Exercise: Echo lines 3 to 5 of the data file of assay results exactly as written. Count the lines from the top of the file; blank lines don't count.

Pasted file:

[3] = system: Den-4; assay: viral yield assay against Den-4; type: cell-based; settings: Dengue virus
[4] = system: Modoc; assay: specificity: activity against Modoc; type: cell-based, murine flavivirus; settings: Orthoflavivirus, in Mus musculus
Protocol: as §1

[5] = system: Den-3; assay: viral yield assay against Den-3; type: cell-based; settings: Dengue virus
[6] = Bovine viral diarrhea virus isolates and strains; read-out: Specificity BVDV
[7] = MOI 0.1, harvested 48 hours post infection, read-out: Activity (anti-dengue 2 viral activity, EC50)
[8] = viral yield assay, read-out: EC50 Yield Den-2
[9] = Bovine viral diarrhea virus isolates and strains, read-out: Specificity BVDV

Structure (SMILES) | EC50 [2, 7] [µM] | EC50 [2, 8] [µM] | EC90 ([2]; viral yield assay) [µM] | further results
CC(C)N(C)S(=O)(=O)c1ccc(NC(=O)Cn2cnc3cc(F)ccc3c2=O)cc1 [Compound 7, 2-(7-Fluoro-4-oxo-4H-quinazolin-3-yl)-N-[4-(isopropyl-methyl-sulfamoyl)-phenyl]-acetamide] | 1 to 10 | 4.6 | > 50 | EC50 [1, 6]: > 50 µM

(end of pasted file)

Protocol: as §1

[5] = system: Den-3; assay: viral yield assay against Den-3; type: cell-based; settings: Dengue virus
[6] = Bovine viral diarrhea virus isolates and strains; read-out: Specificity BVDV